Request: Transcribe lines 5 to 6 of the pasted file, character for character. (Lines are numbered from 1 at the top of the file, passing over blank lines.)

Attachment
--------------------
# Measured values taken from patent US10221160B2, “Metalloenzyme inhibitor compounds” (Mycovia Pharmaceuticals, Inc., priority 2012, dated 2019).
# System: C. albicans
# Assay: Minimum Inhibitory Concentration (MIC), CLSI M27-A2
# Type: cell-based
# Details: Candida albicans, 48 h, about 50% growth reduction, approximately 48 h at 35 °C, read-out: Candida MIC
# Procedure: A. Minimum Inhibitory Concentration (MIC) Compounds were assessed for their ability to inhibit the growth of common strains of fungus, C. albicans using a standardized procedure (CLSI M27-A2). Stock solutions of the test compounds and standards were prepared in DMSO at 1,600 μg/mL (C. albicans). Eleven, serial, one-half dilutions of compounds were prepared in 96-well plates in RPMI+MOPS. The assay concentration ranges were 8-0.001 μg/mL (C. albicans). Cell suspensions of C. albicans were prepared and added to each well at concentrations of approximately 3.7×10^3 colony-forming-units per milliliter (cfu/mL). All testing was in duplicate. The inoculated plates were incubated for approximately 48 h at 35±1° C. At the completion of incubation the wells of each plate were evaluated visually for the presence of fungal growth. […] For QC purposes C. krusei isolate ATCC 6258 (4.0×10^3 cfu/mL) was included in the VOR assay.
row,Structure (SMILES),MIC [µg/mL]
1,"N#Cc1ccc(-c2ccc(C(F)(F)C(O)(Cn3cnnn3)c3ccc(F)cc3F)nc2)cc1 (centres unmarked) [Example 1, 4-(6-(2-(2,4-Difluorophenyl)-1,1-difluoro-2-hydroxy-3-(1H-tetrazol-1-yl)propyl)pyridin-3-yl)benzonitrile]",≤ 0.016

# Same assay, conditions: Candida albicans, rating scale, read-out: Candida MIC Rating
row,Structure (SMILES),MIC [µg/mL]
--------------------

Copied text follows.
# Details: Candida albicans, 48 h, about 50% growth reduction, approximately 48 h at 35 °C, read-out: Candida MIC
# Procedure: A. Minimum Inhibitory Concentration (MIC) Compounds were assessed for their ability to inhibit the growth of common strains of fungus, C. albicans using a standardized procedure (CLSI M27-A2). Stock solutions of the test compounds and standards were prepared in DMSO at 1,600 μg/mL (C. albicans). Eleven, serial, one-half dilutions of compounds were prepared in 96-well plates in RPMI+MOPS. The assay concentration ranges were 8-0.001 μg/mL (C. albicans). Cell suspensions of C. albicans were prepared and added to each well at concentrations of approximately 3.7×10^3 colony-forming-units per milliliter (cfu/mL). All testing was in duplicate. The inoculated plates were incubated for approximately 48 h at 35±1° C. At the completion of incubation the wells of each plate were evaluated visually for the presence of fungal growth. […] For QC purposes C. krusei isolate ATCC 6258 (4.0×10^3 cfu/mL) was included in the VOR assay.